At seven mile, I crawled into the belly of the clouds.

At thirteen mile, deep in the clouds, a van with two bearded twenty-somethings slowed. The window rolled down and with aggressive good cheer they shouted into the rain and wind to ask where I’m going.

“Mexico,” I said and they belly-laughed at the utter implausibility of it.

Moving at a medium walk, I wobbled back and forth across the road to take the pitch at an angle. Every few minutes I look between my legs to check that Succotash hadn’t maliciously shifted up a gear. Three times, I quit peddling and walked, but when walking, my inboard leg banged into the pannier behind me. My front wheel was loose in the forks. Procrastination, denial, and foolish hope kicked in and I decided to wait and fix it when I make camp that evening. It was a fateful decision.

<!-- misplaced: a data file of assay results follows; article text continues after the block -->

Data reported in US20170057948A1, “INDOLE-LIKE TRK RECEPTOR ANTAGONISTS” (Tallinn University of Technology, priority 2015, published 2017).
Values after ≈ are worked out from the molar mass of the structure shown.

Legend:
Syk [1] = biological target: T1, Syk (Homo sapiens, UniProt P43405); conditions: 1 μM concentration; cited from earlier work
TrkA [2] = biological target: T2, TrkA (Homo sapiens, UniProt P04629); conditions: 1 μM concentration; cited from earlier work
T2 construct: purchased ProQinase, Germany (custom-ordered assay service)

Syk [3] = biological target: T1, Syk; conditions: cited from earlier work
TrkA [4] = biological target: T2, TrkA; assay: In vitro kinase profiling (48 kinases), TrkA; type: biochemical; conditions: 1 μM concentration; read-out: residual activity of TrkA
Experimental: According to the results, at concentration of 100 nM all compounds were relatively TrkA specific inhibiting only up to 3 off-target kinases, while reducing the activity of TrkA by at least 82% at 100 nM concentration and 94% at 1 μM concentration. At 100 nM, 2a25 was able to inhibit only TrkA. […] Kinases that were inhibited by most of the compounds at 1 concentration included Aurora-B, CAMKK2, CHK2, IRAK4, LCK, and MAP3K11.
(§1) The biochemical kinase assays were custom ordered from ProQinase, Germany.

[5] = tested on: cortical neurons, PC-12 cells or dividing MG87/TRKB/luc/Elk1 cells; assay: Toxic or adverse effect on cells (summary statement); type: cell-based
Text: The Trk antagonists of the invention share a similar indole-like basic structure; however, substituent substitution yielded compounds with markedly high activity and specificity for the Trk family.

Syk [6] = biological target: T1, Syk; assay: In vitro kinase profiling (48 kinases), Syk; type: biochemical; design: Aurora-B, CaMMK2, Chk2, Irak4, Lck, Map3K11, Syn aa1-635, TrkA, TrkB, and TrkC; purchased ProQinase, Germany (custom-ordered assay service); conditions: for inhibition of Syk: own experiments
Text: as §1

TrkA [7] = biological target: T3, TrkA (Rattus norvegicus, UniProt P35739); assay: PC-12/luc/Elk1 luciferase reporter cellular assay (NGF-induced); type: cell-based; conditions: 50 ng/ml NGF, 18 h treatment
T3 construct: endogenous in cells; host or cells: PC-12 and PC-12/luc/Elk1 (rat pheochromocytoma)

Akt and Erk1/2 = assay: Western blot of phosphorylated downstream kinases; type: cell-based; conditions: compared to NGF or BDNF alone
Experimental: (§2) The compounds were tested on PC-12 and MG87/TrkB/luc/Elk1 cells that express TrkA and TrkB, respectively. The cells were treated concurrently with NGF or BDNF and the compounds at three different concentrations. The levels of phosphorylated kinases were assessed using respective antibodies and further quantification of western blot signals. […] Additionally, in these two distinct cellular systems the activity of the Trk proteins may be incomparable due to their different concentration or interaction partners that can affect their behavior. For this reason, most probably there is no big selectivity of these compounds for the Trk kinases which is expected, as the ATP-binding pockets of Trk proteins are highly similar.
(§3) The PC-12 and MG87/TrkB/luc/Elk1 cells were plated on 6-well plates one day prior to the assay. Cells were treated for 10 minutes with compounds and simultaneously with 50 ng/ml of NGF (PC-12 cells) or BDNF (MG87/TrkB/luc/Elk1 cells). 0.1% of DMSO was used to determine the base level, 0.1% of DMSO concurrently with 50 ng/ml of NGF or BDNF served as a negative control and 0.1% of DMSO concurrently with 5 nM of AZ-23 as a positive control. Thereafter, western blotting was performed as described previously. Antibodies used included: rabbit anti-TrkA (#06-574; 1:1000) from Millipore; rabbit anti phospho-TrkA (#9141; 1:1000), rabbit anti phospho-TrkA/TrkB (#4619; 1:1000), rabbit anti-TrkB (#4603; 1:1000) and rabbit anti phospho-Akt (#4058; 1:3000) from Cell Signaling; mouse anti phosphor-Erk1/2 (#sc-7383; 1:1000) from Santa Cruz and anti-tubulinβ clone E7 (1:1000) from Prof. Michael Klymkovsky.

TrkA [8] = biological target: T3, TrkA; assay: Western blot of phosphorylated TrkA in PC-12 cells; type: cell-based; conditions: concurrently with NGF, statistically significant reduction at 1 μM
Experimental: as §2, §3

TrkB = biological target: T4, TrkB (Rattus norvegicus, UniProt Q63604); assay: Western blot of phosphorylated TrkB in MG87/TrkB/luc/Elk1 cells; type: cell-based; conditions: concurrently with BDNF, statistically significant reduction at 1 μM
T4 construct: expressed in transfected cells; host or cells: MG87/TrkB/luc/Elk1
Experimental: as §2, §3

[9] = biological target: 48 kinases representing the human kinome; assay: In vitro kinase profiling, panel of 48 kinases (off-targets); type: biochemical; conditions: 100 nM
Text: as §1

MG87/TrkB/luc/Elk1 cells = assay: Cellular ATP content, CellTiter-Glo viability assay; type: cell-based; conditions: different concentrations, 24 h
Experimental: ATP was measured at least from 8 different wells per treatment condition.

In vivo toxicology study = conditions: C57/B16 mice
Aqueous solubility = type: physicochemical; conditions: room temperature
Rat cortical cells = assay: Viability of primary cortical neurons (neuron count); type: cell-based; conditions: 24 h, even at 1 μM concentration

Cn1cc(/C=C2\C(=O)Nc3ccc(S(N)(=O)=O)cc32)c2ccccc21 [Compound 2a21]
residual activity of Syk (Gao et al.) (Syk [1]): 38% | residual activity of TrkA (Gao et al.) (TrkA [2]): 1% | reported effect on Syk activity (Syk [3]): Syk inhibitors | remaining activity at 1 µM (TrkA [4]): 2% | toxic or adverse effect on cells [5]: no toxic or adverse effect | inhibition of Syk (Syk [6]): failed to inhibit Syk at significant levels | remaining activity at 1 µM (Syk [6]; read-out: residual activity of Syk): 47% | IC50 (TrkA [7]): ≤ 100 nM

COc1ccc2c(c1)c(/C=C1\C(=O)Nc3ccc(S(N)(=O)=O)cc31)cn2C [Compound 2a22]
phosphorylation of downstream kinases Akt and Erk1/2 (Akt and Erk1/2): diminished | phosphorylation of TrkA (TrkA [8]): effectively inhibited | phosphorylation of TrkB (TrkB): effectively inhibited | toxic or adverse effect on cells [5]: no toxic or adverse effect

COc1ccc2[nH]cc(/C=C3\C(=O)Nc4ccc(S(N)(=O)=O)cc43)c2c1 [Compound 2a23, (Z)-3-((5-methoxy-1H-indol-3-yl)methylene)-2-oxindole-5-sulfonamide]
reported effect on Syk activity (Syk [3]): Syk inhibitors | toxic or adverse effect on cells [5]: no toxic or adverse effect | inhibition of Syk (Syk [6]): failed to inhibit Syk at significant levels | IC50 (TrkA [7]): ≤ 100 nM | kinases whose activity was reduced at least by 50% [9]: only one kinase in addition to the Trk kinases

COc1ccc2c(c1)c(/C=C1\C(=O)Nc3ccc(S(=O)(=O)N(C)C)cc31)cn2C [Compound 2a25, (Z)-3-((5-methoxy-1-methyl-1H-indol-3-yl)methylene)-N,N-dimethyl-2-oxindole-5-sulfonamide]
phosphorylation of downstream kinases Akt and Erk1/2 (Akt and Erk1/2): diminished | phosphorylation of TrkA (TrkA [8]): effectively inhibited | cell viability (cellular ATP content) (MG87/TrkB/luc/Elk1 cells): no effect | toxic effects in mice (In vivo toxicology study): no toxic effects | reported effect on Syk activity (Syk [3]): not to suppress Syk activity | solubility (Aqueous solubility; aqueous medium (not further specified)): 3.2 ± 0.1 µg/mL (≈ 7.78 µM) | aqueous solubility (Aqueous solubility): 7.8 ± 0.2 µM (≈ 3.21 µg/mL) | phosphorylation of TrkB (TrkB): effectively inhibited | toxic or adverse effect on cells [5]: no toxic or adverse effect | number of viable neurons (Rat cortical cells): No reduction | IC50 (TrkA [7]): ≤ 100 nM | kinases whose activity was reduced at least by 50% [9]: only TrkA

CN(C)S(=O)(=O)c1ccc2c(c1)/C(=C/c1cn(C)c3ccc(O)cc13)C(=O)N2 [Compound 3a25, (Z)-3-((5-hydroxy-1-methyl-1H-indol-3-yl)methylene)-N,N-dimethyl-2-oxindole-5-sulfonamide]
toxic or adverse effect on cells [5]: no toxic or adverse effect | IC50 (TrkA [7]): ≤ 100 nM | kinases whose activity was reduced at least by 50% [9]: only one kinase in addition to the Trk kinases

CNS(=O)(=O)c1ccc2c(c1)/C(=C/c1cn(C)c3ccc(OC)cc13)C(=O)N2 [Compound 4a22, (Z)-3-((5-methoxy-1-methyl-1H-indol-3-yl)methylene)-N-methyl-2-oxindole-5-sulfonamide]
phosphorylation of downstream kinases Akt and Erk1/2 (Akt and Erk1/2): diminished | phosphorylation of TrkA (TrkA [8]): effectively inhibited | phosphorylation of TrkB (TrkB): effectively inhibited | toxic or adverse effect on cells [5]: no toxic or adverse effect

Some few miles south of the summit, I unpacked a bag looking for some electrolyte flavoring to make the water go down easier. I still hadn’t my packing well organized, and things not needed during the day were on top, things needed at the bottom. I found what I was looking for and repacked. Sort of.

Over the top, at 3280 feet, around 8 pm, we raced down the other side, the clouds higher, the pass rocky and sharp edged and cold and wet and I think of those thousands of stampeders chasing their golden fantasies without a stitch of Gore-Tex among the lot of them. Fraser, Canadian Customs, at 10 Pacific Time. The gray-haired 40ish agent took my passport and asked one question after another–inane, senseless questions, including whose business card it was he spied in my wallet. Bob Weinstein, former mayor of Ketchikan. Oh, he says, I don’t read the Skagway papers much. It was as if this man’s life was hollow and the brief peek he got into other people’s lives as they passed into Canada was his only sustenance. He stamped my passport, a first for Canada.